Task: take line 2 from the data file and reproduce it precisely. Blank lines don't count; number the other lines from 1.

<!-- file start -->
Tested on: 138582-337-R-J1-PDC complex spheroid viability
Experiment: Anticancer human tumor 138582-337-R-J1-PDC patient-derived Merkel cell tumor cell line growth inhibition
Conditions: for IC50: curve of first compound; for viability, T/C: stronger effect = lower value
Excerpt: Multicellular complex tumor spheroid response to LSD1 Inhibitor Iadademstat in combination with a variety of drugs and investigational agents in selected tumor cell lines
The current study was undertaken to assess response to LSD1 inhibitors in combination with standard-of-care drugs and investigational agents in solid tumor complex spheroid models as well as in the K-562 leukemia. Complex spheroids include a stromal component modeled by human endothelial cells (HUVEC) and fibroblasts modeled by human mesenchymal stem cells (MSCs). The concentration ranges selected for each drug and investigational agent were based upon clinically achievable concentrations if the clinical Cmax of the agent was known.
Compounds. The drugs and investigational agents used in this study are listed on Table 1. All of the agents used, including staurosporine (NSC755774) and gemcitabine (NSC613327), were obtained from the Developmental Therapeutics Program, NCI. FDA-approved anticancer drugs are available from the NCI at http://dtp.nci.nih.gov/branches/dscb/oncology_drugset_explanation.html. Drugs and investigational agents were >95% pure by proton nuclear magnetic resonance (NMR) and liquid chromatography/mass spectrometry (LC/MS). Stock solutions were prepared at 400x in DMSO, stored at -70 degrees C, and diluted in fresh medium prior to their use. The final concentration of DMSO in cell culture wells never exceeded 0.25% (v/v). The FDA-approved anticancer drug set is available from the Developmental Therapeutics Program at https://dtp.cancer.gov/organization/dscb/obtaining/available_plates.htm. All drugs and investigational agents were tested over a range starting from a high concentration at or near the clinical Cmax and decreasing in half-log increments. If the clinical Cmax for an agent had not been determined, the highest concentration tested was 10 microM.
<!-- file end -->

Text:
Experiment: Anticancer human tumor 138582-337-R-J1-PDC patient-derived Merkel cell tumor cell line growth inhibition